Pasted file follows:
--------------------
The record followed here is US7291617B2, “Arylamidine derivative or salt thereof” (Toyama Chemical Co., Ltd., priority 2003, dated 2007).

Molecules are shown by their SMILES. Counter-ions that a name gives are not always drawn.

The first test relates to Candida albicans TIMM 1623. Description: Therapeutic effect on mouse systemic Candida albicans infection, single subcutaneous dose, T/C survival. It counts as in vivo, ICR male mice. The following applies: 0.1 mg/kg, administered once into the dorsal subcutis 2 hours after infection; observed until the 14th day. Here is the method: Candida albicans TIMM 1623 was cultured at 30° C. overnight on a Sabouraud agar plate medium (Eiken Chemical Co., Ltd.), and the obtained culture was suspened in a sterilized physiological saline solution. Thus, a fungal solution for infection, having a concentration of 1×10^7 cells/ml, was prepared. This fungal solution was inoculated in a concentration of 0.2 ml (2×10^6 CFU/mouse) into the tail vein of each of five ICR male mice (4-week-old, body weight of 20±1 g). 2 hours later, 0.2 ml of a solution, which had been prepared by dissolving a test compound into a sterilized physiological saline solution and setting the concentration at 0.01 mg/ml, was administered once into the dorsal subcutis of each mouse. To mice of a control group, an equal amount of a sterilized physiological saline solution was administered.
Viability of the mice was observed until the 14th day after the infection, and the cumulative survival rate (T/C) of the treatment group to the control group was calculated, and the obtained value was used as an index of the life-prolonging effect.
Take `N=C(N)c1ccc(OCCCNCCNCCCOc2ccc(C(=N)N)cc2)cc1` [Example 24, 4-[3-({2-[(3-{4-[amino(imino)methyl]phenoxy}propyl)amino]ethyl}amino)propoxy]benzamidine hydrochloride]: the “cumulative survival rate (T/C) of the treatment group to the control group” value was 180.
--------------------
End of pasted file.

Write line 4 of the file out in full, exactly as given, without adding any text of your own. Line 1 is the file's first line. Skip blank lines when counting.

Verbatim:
Viability of the mice was observed until the 14th day after the infection, and the cumulative survival rate (T/C) of the treatment group to the control group was calculated, and the obtained value was used as an index of the life-prolonging effect.